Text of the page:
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More and more, it's moms who are bringing home the bacon. A new study by Pew Research Center, via NBC News, finds that in almost a quarter of American families, Mom's income surpasses Dad's. When you look at all US households, including those who are unmarried, 40% have a woman as the leading or single breadwinner.
This is the highest percentage in history, and a sharp contrast to just 11 percent in 1960, according to US Census Data. Among married women, the number was just 4 percent.
This is a reflection of trends both encouraging and troubling. On one hand, educated women at the top are closing the wage gap. But there also more single moms than ever, and many of them are struggling to make it. The income disparity between the two breadwinner mom groups is vast. The median total family income of married mothers who earn more than their husbands was almost $80,000 in 2011 -- nearly four times the $23,000 median for single mom-led families.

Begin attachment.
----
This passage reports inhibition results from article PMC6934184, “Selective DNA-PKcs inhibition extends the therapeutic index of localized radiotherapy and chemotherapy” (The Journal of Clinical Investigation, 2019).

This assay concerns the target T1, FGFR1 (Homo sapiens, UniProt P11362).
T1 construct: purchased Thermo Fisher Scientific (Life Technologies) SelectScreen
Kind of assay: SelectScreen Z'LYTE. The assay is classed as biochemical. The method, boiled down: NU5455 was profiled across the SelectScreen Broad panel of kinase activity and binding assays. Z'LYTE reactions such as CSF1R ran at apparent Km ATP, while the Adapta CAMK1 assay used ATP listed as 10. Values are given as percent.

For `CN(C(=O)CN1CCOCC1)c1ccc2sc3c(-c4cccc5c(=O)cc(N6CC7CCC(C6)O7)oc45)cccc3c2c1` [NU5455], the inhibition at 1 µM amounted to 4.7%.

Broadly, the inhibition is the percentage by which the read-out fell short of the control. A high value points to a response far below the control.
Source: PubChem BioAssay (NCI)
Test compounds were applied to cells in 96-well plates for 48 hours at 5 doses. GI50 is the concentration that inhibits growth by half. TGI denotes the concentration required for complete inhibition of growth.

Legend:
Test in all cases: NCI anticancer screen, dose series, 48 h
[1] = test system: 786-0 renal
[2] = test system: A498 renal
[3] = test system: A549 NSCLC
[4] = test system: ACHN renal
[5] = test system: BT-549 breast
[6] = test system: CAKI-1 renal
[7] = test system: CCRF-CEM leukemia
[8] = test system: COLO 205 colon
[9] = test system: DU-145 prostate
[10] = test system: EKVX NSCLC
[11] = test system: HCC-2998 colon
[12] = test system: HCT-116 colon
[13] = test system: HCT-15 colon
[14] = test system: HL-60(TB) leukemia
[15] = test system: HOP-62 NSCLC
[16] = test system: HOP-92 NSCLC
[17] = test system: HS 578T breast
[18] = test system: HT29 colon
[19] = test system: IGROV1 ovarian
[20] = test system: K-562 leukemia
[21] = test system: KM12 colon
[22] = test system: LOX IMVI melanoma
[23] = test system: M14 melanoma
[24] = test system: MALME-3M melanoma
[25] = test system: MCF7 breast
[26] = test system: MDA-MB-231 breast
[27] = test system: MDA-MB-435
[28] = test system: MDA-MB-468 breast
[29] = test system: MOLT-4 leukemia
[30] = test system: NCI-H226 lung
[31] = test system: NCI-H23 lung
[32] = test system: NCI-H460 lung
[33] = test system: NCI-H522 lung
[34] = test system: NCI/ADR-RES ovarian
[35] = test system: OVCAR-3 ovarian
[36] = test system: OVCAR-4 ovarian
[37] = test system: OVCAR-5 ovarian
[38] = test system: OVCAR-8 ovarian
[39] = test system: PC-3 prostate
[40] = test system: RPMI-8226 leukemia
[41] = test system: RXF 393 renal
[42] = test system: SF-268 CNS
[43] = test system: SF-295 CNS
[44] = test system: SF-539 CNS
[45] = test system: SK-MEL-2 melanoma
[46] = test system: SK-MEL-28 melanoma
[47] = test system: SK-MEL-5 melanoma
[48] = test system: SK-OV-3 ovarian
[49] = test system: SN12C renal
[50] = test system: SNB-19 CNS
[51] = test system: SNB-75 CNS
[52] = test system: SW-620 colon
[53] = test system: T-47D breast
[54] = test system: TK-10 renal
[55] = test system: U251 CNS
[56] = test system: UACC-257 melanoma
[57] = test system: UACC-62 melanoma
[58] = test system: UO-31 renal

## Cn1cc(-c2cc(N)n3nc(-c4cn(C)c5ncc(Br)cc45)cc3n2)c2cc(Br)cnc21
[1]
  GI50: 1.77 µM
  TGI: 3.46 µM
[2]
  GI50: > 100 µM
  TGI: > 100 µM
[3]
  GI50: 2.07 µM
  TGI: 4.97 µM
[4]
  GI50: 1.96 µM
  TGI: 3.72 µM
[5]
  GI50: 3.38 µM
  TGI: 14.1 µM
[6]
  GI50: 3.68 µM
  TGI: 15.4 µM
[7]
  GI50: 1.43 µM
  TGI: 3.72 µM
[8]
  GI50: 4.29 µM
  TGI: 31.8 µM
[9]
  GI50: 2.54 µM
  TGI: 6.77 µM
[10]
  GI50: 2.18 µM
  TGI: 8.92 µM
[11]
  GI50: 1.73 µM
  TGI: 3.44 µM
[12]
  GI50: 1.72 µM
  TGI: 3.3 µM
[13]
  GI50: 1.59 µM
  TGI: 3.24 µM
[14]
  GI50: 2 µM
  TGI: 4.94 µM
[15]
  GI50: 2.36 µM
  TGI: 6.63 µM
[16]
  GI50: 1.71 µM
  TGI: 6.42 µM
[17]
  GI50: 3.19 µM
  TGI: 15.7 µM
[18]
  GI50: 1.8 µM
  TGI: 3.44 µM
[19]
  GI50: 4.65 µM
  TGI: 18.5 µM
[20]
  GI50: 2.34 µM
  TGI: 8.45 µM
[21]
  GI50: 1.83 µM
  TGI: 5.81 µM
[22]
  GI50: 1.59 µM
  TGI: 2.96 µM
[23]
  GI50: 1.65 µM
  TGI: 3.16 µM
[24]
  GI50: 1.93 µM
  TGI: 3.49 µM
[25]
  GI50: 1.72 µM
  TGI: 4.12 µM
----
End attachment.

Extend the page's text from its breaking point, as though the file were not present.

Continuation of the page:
The survey also asked about attitudes toward women earning more, and the results were mixed. Although many families enjoy the benefits of two incomes, they also worry about the family and marriage trade-offs involved in both parents working. 51% of survey respondents think that children are better off if mom stays at home, although just 8% say the same about Dad. When respondents were asked if it's good for a marriage if a husband earns more than his wife, 28% agreed but 63% disagree.
The study noted that although women are now educated as well (if not better than) their male counterparts, dads still make more than moms 75% of the time. In other words, these numbers are promising but there's still a parent ceiling.